Your taxes: Atonement-tax amnesty

The Israel Tax Authority (ITA) announced a new voluntary disclosure procedure (VDP, or “amnesty”) on September 7. ITA officials recently provided further verbal indications about the process.

By LEON HARRIS
September 30, 2014 22:44
money

Shekel money bills. (photo credit: REUTERS)

Yom Kippur is the time for repentance. For some, that includes making good on some past tax errors or omissions.

The Israel Tax Authority (ITA) announced a new voluntary disclosure procedure (VDP, or “amnesty”) on September 7. ITA officials recently provided further verbal indications about the process.

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The big picture

It seems the ITA is finally joining the rest of the world.

Banks in Switzerland and elsewhere are no longer able to maintain full confidentiality due to international pressure. The US and UK have information- exchange agreements with Switzerland and virtually all the offshore jurisdictions. Details of Swiss bank accounts apparently have already passed to the US, UK, France, Germany, India, Australia and many other countries.

Israel has tax treaties with more than 50 countries, and they all contain information-exchange clauses.

Until now, Israel has responded a bit slowly to requests from treaty countries for information, but all that is about to change. Israel will soon give out and receive more tax-related information.

Israel and the US signed a Foreign Account Tax Compliance Act (FATCA) agreement on June 30.

This awaits Knesset ratification, but in practice implementation has already begun due to a Bank of Israel directive to the banks. Israeli banks must report many details about the account details to the ITA, starting July 1, to forward to the US Internal Revenue Service by the end of September 2015.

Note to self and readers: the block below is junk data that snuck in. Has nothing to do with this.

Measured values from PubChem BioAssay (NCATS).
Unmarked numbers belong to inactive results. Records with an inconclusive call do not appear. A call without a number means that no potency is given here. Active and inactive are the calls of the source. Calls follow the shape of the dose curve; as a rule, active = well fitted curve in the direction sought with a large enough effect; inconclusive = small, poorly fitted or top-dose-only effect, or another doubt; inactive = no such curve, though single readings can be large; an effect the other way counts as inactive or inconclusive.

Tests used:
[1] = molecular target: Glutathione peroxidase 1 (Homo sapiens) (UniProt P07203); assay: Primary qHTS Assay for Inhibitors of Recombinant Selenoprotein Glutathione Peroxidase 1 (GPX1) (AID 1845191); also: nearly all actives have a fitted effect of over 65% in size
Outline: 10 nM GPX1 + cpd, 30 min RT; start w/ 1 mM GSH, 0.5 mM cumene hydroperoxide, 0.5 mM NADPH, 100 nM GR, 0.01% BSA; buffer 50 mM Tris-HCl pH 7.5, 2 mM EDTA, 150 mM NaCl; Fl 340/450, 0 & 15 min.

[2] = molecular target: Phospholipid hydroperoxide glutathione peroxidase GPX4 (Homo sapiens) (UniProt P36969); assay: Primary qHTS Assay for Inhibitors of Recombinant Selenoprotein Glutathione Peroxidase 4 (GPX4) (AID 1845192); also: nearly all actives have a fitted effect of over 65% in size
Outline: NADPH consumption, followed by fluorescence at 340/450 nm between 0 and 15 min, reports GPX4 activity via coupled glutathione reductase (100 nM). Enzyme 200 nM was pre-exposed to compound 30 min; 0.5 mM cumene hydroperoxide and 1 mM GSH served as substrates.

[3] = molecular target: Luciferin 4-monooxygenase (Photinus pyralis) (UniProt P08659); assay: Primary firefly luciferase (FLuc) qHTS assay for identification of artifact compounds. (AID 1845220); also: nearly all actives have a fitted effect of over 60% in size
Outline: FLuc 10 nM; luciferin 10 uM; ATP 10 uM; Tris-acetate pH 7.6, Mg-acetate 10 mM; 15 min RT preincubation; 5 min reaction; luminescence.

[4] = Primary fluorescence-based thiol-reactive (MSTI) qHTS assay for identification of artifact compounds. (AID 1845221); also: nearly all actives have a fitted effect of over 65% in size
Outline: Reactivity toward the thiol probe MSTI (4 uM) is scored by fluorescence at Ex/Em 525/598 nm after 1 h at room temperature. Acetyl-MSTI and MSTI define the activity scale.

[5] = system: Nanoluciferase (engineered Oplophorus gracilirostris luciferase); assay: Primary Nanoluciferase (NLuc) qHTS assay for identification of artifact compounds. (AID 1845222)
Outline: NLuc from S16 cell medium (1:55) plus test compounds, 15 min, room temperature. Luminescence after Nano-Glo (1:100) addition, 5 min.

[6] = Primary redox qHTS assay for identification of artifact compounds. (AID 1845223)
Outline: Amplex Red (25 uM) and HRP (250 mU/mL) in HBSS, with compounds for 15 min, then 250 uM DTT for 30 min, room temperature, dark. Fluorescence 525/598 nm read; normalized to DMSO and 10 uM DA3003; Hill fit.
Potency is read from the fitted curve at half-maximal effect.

Israel is a member of the Organization of Economic Cooperation and Development. On July 21, the OECD published a finalized Common Reporting Standard. This is similar to FATCA but is aimed at OECD members and many more countries. It requires banks and other financial institutions to identify account holders’ countries of residence by 2016 and start reporting account details to the tax authorities of those countries starting perhaps in 2017.

The OECD works closely with the G-20 major economies. On September 21, the G-20 issued a communique that said: “We endorse the finalized global Common Reporting Standard for automatic exchange of tax information on a reciprocal basis, which will provide a step-change in our ability to tackle and deter cross-border tax evasion. We will begin exchanging information automatically between each other and with other countries by 2017 or end-2018, subject to the completion of necessary legislative procedures...

We support further coordination and collaboration by our tax authorities on their compliance activities on entities and individuals involved in cross-border tax arrangements.”

The new Israeli tax amnesty, in brief


The new procedure is in effect now and replaces an earlier 2005 procedure and temporary better procedure of 2011-2012.

There are two special tracks: an anonymous track and a fast track for smaller cases. In each case, if the matter was unknown, the ITA and state prosecutor may undertake to refrain from criminal proceedings.

However, the tax remains payable in full, and fines, interest and inflation indexation will still apply, unlike past amnesties.

Under the anonymous track, the taxpayer’s representative files a summary Form A with the designated official. The designated official then refers the application to the relevant tax office; namely, the income-tax assessing office, VAT office or land-tax office or Customs to determine the amount of tax due.

Within 90 days after the tax office receives the application, the applicant (taxpayer) is supposed to file Form B revealing the applicant’s name to enable the checking and handling of the application. In other words, the anonymity may only last 90 days.

However, the tax office may extend the 90 days by a further period of up to 90 days; i.e., up to 180 days. If at this point the applicant’s identity is not revealed, the amnesty application is rejected.